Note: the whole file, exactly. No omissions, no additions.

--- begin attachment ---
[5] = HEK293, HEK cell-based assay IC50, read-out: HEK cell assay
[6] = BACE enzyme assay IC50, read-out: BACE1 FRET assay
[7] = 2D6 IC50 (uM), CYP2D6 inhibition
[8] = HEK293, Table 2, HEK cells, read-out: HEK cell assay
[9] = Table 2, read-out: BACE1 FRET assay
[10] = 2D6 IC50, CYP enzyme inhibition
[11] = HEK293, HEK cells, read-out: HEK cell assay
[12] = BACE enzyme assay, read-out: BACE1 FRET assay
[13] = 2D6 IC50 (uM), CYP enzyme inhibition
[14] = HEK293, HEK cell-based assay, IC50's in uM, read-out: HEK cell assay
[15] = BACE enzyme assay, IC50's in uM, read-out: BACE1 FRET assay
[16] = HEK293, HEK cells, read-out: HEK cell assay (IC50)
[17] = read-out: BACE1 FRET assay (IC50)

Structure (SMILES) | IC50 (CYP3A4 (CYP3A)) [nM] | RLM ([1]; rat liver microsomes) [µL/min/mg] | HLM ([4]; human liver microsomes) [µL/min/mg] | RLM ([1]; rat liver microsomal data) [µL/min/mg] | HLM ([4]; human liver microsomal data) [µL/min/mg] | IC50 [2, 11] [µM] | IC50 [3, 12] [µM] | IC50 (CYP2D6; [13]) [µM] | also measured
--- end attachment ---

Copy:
[5] = HEK293, HEK cell-based assay IC50, read-out: HEK cell assay
[6] = BACE enzyme assay IC50, read-out: BACE1 FRET assay
[7] = 2D6 IC50 (uM), CYP2D6 inhibition
[8] = HEK293, Table 2, HEK cells, read-out: HEK cell assay
[9] = Table 2, read-out: BACE1 FRET assay
[10] = 2D6 IC50, CYP enzyme inhibition
[11] = HEK293, HEK cells, read-out: HEK cell assay
[12] = BACE enzyme assay, read-out: BACE1 FRET assay
[13] = 2D6 IC50 (uM), CYP enzyme inhibition
[14] = HEK293, HEK cell-based assay, IC50's in uM, read-out: HEK cell assay
[15] = BACE enzyme assay, IC50's in uM, read-out: BACE1 FRET assay
[16] = HEK293, HEK cells, read-out: HEK cell assay (IC50)
[17] = read-out: BACE1 FRET assay (IC50)

Structure (SMILES) | IC50 (CYP3A4 (CYP3A)) [nM] | RLM ([1]; rat liver microsomes) [µL/min/mg] | HLM ([4]; human liver microsomes) [µL/min/mg] | RLM ([1]; rat liver microsomal data) [µL/min/mg] | HLM ([4]; human liver microsomal data) [µL/min/mg] | IC50 [2, 11] [µM] | IC50 [3, 12] [µM] | IC50 (CYP2D6; [13]) [µM] | also measured